Here are the questions we will be asking:

  1. Does life have a purpose?  (Easter, April 16)
  2. Is there a God?  (April 23)
  3. Why does God allow pain and suffering?  (April 30)
  4. Is Christianity too narrow?  (May 7)
  5. Is Jesus really God?  (May 14)
  6. Is the Bible reliable?  (May 21)
  7. Can I know God personally?  (May 28)
  8. How can I be filled with the Holy Spirit?  (June 4)

Did you miss what we talked about on Sunday?  Do you want to hear it again?  We post the audio of each message about 24 hours after it is given right here.  So feel free to catch up or listen again.  Some of these topics require a longer time to process and digest.

The Conversations

The people around you at Restoration are engaging in the question, too, and would love to hear how you might answer.  If you are interested, they would probably tell you their story too.

During the spring, we have chosen a half dozen public places around the Metro DC area to host a weekly gathering of people who are discussing that week’s question.  It’s a place where you can drop in to hear what others are saying and to offer your own take.  Imagine a comfortable space in a local restaurant or park with food and beverages and intentional opportunities to follow up on the questions we are asking.  We are hoping that the locations and times will fit naturally after work as you head home or in the evening or on a weekend.  Everybody likes a good meal and good conversation.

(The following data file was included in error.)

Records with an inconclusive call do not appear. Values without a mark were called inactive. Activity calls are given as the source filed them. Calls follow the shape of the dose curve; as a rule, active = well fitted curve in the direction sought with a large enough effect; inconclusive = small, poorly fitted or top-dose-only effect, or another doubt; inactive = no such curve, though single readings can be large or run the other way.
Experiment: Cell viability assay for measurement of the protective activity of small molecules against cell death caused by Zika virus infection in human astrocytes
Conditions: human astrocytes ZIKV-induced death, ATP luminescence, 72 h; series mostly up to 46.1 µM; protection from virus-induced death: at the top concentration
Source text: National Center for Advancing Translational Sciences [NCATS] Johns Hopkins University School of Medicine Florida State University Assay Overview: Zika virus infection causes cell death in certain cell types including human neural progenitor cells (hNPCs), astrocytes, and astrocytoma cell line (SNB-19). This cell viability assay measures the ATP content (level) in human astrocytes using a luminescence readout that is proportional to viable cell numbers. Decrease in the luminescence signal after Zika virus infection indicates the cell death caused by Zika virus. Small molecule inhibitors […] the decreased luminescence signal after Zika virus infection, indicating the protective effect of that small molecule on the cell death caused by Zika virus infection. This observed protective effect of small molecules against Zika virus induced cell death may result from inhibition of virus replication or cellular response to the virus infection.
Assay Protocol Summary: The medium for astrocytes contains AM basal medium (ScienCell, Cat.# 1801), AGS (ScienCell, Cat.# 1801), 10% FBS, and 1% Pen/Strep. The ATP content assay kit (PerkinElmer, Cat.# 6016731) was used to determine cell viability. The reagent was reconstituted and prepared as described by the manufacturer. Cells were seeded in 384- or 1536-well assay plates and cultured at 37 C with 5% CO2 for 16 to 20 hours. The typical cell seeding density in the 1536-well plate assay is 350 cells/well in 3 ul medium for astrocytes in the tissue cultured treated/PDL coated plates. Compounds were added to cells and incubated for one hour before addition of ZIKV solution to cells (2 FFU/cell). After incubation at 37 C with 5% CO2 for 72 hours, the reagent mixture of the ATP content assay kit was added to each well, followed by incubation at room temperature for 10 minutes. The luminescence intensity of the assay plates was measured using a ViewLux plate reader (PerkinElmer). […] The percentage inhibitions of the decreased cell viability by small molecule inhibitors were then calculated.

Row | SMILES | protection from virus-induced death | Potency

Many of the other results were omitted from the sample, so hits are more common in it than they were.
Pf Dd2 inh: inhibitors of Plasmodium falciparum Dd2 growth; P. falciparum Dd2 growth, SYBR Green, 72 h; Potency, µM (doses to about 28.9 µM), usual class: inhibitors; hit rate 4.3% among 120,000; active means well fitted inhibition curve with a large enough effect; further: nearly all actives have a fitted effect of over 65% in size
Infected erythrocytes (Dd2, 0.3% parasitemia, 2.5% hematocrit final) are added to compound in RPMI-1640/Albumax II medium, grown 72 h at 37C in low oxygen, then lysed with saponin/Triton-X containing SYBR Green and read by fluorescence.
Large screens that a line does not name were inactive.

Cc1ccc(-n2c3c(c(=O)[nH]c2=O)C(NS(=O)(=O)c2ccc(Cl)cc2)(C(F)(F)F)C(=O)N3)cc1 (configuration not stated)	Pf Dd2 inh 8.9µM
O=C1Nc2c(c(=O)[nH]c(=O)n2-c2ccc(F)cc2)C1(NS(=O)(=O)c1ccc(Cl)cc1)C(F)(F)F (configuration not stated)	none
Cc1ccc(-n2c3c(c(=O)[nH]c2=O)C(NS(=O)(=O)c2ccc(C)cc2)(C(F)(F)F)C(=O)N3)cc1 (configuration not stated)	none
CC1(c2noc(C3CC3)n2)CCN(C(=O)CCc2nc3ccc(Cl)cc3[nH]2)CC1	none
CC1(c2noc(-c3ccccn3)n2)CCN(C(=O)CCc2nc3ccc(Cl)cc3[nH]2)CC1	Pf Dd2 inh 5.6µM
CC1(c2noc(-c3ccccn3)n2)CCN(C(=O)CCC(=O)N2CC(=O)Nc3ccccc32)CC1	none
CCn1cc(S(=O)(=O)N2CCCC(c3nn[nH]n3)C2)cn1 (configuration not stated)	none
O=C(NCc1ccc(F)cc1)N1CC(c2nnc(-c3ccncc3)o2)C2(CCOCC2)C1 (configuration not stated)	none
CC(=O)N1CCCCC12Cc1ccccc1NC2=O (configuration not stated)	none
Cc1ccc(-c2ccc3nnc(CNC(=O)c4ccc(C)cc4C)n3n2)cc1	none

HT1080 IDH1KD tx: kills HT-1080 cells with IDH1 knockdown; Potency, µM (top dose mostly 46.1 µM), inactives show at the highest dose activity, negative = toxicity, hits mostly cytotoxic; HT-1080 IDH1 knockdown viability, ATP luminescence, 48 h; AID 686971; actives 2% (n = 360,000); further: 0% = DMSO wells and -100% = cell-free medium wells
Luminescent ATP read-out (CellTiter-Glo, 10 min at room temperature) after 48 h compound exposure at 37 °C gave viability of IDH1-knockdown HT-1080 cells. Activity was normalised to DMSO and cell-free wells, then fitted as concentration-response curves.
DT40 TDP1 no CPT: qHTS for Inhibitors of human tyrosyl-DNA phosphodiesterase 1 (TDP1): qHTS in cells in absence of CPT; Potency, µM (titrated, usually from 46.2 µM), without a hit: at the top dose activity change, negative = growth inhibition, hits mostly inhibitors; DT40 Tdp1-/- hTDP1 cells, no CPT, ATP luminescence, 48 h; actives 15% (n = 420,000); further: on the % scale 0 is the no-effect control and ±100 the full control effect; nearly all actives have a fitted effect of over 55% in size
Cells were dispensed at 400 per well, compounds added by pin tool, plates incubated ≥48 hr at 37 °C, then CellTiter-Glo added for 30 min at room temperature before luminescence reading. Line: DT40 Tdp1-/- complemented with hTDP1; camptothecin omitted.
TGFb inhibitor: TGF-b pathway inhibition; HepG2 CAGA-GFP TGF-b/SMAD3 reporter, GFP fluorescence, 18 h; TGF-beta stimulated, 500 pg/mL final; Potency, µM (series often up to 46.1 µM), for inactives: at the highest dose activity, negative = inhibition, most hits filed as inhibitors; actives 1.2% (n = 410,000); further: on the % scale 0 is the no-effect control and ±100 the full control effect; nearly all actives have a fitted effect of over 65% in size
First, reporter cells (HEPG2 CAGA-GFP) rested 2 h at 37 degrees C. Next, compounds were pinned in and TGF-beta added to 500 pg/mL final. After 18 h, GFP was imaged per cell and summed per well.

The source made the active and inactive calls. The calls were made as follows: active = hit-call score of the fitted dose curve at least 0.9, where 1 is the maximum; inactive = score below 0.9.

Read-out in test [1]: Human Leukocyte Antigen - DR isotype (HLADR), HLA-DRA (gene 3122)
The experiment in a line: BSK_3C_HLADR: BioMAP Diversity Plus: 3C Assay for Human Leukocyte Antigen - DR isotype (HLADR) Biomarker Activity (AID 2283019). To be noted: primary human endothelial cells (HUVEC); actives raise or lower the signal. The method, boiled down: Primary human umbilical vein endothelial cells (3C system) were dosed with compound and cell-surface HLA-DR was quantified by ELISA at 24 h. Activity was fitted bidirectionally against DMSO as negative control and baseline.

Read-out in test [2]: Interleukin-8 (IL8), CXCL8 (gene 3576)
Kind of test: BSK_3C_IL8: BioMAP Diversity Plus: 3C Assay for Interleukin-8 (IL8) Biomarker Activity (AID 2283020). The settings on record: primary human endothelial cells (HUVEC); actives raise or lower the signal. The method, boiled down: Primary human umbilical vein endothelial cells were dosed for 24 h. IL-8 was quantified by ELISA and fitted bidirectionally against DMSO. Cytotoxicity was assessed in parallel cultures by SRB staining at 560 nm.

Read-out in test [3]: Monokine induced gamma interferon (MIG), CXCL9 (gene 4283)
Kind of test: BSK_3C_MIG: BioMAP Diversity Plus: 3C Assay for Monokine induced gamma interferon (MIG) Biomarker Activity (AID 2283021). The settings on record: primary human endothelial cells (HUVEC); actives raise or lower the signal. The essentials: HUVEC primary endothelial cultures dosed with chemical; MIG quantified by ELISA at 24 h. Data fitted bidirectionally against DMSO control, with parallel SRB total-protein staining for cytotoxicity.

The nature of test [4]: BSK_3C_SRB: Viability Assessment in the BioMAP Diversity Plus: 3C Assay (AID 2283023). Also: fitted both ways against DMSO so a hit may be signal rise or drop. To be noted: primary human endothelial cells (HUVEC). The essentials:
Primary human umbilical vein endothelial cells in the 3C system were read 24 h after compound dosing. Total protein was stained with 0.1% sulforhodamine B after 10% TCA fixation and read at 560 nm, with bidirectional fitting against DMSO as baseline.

The Locations

Sunday (1pm) – Rocklands BBQ, 3471 Washington Blvd, Arlington, VA
Contact: Matt Hoppe – matt@restorationarlington.org
Monday  (7:30pm) – Lost Dog Cafe, 2920 Columbia Pike, Arlington, VA
Contact: Eva-Elizabeth Chisholm – eva.chisholm@gmail.com 
Tuesday (5:30pm) – LePain Quotidien, 800 17th St. NW, Washington D.C.